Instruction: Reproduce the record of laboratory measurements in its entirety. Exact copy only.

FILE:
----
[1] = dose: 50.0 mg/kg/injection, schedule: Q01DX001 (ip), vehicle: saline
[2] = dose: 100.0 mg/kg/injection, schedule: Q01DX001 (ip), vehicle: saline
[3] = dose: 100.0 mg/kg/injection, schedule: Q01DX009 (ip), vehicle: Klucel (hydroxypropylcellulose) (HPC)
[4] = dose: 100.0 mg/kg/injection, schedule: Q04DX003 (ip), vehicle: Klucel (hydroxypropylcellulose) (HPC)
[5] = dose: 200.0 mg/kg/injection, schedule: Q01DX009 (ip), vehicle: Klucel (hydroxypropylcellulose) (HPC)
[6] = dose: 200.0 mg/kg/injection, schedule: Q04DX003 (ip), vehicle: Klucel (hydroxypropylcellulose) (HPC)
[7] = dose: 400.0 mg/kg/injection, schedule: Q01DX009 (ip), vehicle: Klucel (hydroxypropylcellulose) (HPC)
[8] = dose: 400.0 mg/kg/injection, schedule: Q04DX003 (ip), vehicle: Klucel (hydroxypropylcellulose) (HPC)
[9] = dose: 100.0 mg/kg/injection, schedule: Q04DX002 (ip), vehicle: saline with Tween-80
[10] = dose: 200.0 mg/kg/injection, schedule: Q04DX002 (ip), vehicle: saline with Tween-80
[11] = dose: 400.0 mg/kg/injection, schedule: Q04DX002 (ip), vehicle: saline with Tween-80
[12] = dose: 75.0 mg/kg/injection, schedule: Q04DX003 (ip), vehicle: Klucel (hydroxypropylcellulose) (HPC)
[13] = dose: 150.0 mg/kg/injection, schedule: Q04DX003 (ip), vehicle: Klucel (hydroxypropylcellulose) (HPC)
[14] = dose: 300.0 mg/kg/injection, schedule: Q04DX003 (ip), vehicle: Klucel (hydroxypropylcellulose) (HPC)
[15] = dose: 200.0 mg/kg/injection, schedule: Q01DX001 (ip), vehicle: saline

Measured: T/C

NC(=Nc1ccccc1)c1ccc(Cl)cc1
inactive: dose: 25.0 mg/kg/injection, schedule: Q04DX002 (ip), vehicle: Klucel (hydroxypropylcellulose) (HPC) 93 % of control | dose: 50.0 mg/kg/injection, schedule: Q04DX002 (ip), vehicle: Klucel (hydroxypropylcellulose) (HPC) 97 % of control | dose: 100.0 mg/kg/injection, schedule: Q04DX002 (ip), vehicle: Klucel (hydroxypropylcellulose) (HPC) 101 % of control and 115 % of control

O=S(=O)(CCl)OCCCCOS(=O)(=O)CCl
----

[1] = dose: 50.0 mg/kg/injection, schedule: Q01DX001 (ip), vehicle: saline
[2] = dose: 100.0 mg/kg/injection, schedule: Q01DX001 (ip), vehicle: saline
[3] = dose: 100.0 mg/kg/injection, schedule: Q01DX009 (ip), vehicle: Klucel (hydroxypropylcellulose) (HPC)
[4] = dose: 100.0 mg/kg/injection, schedule: Q04DX003 (ip), vehicle: Klucel (hydroxypropylcellulose) (HPC)
[5] = dose: 200.0 mg/kg/injection, schedule: Q01DX009 (ip), vehicle: Klucel (hydroxypropylcellulose) (HPC)
[6] = dose: 200.0 mg/kg/injection, schedule: Q04DX003 (ip), vehicle: Klucel (hydroxypropylcellulose) (HPC)
[7] = dose: 400.0 mg/kg/injection, schedule: Q01DX009 (ip), vehicle: Klucel (hydroxypropylcellulose) (HPC)
[8] = dose: 400.0 mg/kg/injection, schedule: Q04DX003 (ip), vehicle: Klucel (hydroxypropylcellulose) (HPC)
[9] = dose: 100.0 mg/kg/injection, schedule: Q04DX002 (ip), vehicle: saline with Tween-80
[10] = dose: 200.0 mg/kg/injection, schedule: Q04DX002 (ip), vehicle: saline with Tween-80
[11] = dose: 400.0 mg/kg/injection, schedule: Q04DX002 (ip), vehicle: saline with Tween-80
[12] = dose: 75.0 mg/kg/injection, schedule: Q04DX003 (ip), vehicle: Klucel (hydroxypropylcellulose) (HPC)
[13] = dose: 150.0 mg/kg/injection, schedule: Q04DX003 (ip), vehicle: Klucel (hydroxypropylcellulose) (HPC)
[14] = dose: 300.0 mg/kg/injection, schedule: Q04DX003 (ip), vehicle: Klucel (hydroxypropylcellulose) (HPC)
[15] = dose: 200.0 mg/kg/injection, schedule: Q01DX001 (ip), vehicle: saline

Measured: T/C

NC(=Nc1ccccc1)c1ccc(Cl)cc1
inactive: dose: 25.0 mg/kg/injection, schedule: Q04DX002 (ip), vehicle: Klucel (hydroxypropylcellulose) (HPC) 93 % of control | dose: 50.0 mg/kg/injection, schedule: Q04DX002 (ip), vehicle: Klucel (hydroxypropylcellulose) (HPC) 97 % of control | dose: 100.0 mg/kg/injection, schedule: Q04DX002 (ip), vehicle: Klucel (hydroxypropylcellulose) (HPC) 101 % of control and 115 % of control

O=S(=O)(CCl)OCCCCOS(=O)(=O)CCl